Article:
SharePoint 2013 now available to the public

For those of you that might be living under a rock for the past 6 months, the rumors are finally true, SharePoint 2013 is finally available to the public and we can let you in on some of the changes to the platform that you will be seeing as you try to navigate this beast of a product.  First off, you can download the public beta here:

http://technet.microsoft.com/en-US/evalcenter/hh973397.aspx?wt.mc_id=TEC_121_1_4

Since there are going to be so many things to talk about with this product, we can’t just mention them all right here right now, however these are our top 5 things to dive into which we’ll be posting deeper information on as we dive further into the public release:

  • Enterprise Social: Yes even before Microsoft purchased Yammer, they were working on improvements to Social taking hints from vendors like NewsGator on what enterprises want.  You finally get Micro Blogging, but with that comes some strategic architectural changes.
  • Distributed Cache: Speaking of architectural changes, the new build in distributed cache (built on top of the Windows Server AppFabric Distributed Cache).  This is used heavily with the My Site social feeds as well as authentication token caching.  With this new service, and associated service application, you’ll need to plan accordingly for memory and potential cache clusters.
  • Enterprise Search: With all the confusion with the amount of search SKU’s in SharePoint 2010, things get simplified with our new version with everything being the same engine for search.  At the end of the day, SharePoint 2013 now uses the search engine found in the FAST build used in the past, so now we can get all the fun tools like deep refiners, continual crawls.  Along with the architectural changes, the way we render search results no longer require deep knowledge of XSLT, but rather the inclusion of the Content By Search web part that uses JavaScript templates.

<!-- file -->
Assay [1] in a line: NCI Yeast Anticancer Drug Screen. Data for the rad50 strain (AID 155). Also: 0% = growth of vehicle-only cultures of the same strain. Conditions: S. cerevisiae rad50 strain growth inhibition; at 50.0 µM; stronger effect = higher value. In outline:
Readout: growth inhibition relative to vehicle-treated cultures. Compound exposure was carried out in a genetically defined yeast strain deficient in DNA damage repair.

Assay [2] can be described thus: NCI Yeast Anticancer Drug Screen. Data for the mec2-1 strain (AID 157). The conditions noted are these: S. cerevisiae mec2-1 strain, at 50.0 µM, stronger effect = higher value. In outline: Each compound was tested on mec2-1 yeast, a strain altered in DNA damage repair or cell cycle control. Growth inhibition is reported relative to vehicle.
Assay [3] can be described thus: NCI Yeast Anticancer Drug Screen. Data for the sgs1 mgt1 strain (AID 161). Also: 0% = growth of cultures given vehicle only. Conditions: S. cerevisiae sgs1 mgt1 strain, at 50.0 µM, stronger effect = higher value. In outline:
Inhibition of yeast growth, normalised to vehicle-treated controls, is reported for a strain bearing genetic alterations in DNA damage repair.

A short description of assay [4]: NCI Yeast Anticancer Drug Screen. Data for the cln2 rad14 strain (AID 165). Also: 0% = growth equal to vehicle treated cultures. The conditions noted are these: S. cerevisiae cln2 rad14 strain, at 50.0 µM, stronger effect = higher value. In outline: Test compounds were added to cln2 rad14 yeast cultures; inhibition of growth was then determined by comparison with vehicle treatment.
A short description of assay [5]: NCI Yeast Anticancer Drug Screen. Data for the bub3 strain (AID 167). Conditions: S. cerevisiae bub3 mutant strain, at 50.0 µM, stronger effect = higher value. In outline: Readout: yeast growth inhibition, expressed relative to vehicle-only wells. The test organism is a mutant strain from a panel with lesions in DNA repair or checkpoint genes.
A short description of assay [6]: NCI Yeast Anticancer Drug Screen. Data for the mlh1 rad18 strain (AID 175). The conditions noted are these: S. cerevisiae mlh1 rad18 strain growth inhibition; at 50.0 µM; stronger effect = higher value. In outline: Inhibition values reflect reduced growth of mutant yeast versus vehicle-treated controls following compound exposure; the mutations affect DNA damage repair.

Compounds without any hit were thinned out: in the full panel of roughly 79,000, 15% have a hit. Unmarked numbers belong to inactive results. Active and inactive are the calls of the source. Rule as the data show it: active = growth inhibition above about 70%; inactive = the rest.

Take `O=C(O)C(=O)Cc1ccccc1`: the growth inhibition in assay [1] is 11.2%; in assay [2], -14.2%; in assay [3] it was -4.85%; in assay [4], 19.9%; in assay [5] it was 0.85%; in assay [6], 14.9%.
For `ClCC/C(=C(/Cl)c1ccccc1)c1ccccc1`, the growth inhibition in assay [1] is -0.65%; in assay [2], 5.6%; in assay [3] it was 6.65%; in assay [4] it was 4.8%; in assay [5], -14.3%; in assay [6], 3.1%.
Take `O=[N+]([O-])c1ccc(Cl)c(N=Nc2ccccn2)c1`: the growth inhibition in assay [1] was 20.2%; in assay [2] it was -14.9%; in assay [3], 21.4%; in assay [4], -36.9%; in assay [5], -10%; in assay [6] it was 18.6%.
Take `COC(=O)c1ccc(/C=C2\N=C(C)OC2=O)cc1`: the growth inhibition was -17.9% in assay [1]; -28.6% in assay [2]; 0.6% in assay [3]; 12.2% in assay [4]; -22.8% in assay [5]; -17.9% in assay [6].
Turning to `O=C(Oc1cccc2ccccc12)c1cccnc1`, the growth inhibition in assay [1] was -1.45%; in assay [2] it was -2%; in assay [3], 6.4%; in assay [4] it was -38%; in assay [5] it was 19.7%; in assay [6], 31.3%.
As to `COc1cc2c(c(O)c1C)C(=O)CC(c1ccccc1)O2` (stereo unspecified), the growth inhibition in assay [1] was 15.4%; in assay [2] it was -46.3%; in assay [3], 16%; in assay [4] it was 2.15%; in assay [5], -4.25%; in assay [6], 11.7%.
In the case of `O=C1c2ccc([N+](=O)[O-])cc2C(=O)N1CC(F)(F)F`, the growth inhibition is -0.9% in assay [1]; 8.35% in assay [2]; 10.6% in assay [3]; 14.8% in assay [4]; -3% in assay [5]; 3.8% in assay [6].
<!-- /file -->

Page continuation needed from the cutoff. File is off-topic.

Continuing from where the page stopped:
• Everything is an App: After getting your first site collection created in SharePoint 2013, you will notice the verbiage around apps.  Microsoft is trying to simplify the terminology around lists, libraries, solutions for end users by calling them app “apps”.  Using this app model can require major architecture changes including a wildcard A (HOST) record if you want to use the SharePoint App marketplace as well as an internal corporate marketplace.  We will see the evolution of this model with 3rd party vendors and publically available solutions that have been made available in the past.
  • Site Collection Administrators: This role becomes even more important based on some of the powers that SharePoint 2013 now grants them like configuring search managed properties, starting search crawls, and initiating an upgrade to their site collection.  These new features means we will all need to review our governance plans in regards to the powers and responsibilities of Site Collection Administrators to ensure proper knowledge and training to perform these tasks.

Now these are just the top 5 things that we will be highlighting in depth.  What else would you like to see covered with this version?

[“Brian”]

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Brian Caauwe

Brian Caauwe

Brian is a SharePoint MCSM who has been working with the SharePoint platform since 2007. He works with and manages a team of consultants that are specialists in Office 365 and SharePoint helping to build business solutions for clients. Brian's background in system architecture, security, migrations and integration strategies help provide holistic solutions with Avtex.
Categories: Business Productivity.